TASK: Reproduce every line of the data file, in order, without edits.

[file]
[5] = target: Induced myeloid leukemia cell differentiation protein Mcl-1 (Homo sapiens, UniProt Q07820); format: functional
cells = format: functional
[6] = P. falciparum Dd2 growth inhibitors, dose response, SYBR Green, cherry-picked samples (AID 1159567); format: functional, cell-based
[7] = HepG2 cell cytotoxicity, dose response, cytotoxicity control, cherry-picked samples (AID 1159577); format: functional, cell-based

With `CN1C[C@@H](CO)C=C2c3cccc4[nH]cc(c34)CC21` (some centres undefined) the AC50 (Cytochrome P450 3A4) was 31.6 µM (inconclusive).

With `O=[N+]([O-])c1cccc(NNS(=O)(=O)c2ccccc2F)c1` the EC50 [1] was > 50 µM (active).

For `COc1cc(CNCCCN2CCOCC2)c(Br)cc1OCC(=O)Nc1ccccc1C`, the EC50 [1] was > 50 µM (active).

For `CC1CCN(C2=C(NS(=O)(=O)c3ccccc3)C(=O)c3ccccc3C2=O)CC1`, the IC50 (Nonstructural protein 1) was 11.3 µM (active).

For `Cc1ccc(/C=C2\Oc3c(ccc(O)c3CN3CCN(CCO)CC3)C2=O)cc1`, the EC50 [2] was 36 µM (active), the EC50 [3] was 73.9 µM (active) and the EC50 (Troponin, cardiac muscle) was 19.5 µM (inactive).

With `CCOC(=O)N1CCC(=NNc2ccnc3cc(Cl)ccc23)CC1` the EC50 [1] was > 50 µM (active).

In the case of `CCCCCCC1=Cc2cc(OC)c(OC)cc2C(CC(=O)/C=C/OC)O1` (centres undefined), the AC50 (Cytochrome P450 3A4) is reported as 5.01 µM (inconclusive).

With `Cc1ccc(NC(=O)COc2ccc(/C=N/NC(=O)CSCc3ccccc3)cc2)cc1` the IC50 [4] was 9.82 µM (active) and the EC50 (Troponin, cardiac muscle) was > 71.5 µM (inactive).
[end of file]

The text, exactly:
[5] = target: Induced myeloid leukemia cell differentiation protein Mcl-1 (Homo sapiens, UniProt Q07820); format: functional
cells = format: functional
[6] = P. falciparum Dd2 growth inhibitors, dose response, SYBR Green, cherry-picked samples (AID 1159567); format: functional, cell-based
[7] = HepG2 cell cytotoxicity, dose response, cytotoxicity control, cherry-picked samples (AID 1159577); format: functional, cell-based

With `CN1C[C@@H](CO)C=C2c3cccc4[nH]cc(c34)CC21` (some centres undefined) the AC50 (Cytochrome P450 3A4) was 31.6 µM (inconclusive).

With `O=[N+]([O-])c1cccc(NNS(=O)(=O)c2ccccc2F)c1` the EC50 [1] was > 50 µM (active).

For `COc1cc(CNCCCN2CCOCC2)c(Br)cc1OCC(=O)Nc1ccccc1C`, the EC50 [1] was > 50 µM (active).

For `CC1CCN(C2=C(NS(=O)(=O)c3ccccc3)C(=O)c3ccccc3C2=O)CC1`, the IC50 (Nonstructural protein 1) was 11.3 µM (active).

For `Cc1ccc(/C=C2\Oc3c(ccc(O)c3CN3CCN(CCO)CC3)C2=O)cc1`, the EC50 [2] was 36 µM (active), the EC50 [3] was 73.9 µM (active) and the EC50 (Troponin, cardiac muscle) was 19.5 µM (inactive).

With `CCOC(=O)N1CCC(=NNc2ccnc3cc(Cl)ccc23)CC1` the EC50 [1] was > 50 µM (active).

In the case of `CCCCCCC1=Cc2cc(OC)c(OC)cc2C(CC(=O)/C=C/OC)O1` (centres undefined), the AC50 (Cytochrome P450 3A4) is reported as 5.01 µM (inconclusive).

With `Cc1ccc(NC(=O)COc2ccc(/C=N/NC(=O)CSCc3ccccc3)cc2)cc1` the IC50 [4] was 9.82 µM (active) and the EC50 (Troponin, cardiac muscle) was > 71.5 µM (inactive).